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U.S. Department of Health and Human Services



Over the last several months, Universal Adversary (UA) terrorists within the U.S. have obtained the necessary equipment and supplies to attack the United States food supply using botulinum toxin. After months of underground laboratory experimentation, the terrorists have identified a means to deliver botulinum toxin to the milk supply of a large U.S. city.

To infiltrate the U.S. food system without detection, one of the UA terrorists secures a job at a milk manufacturing facility. After several months of employment, he has been given access to the pasteurized milk holding tank, which he contaminates with C. botulinum neurotoxin prior to final packaging in paperboard cartons or plastic jugs. The vendor distributes the milk product regionally in interstate commerce, and is the primary supplier of milk to a single large U.S. city.

Timeline Event Dynamics

  • Zero Day: UA terrorist contaminates a pasteurized milk holding tank with botulinum toxin Serotype A.
  • Day 1: The contaminated milk is bottled and delivered to area supermarkets and convenience stores.
  • Day 2: The contaminated milk is first consumed.
  • Day 3: Several individuals including several small children present to area hospitals with cranial nerve palsies and progressive descending flaccid paralysis resulting in respiratory failure. Within hours, emergency rooms around the city are overflowing with patients with similar symptoms. The large number of patients with flaccid paralysis quickly triggers healthcare professionals to suspect food contamination.

    • Local public health and law enforcement officials are alerted through proper protocol due to the unusually large number of patients.

    • Federal and State public health official and law enforcement officials are alerted because local officials suspect a terrorist involvement, and deploy public health and law enforcement investigators to investigate a suspected terrorist foodborne attack.

    • Law enforcement organizations begin criminal and forensic investigative efforts for evidence collection and preservation.

    • Health departments, the Centers for Disease Control and Prevention (CDC), Food and Drug Administration (FDA), and other public health entities begin epidemiological investigations to trace the biological source of the contamination, which is later confirmed via laboratory assay. Presumably, State Public Health officials will have begun their health surveillance and epidemiological investigations shortly after foodborne contamination was suspected.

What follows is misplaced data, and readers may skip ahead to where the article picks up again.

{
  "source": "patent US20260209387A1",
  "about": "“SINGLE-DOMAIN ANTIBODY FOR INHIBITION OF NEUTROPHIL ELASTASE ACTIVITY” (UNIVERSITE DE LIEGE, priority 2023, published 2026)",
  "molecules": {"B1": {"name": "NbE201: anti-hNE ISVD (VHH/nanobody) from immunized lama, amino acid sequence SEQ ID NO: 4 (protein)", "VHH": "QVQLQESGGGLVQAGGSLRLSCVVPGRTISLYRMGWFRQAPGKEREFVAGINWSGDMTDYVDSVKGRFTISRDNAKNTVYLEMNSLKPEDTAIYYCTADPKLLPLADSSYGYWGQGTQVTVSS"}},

NOTE: The time from exposure to the toxin until the onset of symptoms for food botulism is variable and thought to be dose dependent. The latent period for food botulism is typically 18 to 36 hours with varying degrees of efficacy after exposure, with clinical symptoms presenting shortly thereafter. The time from exposure to clinical manifestation varies with each form (serotype) of botulinum.

  • Day 4: The CDC is requested to deliver antitoxin, ventilators and other supplies. Many of these commodities will be drawn from the Strategic National Stockpile (SNS).

    • Antitoxin, ventilators and other supplies are received from the SNS.

    • The local news is quickly informed of the outbreak and concerned citizens soon flood emergency rooms. News of the event soon hits the national news.

    • Investigations conducted by the CDC, State and local health departments reveal the source of the contamination. Epidemiological investigations lead to the confirmation that the contaminated milk source is the Dairy Pride manufacturer.

    • Area hospitals have reached capacity.

    • The milk product is recalled and a public announcement warns residents to discontinue the purchase and consumption of the contaminated product.

    • Dairy Pride halts production of milk.

Geographical Considerations/Description: The toxin is delivered at one milk processing facility. Following distribution of the product, the contaminated milk is contained in one region.


  • A biological attack of this magnitude using botulinum toxin in a food source will be considered a terrorist attack and will require an incident response and crime scene investigation (FBI) simultaneously.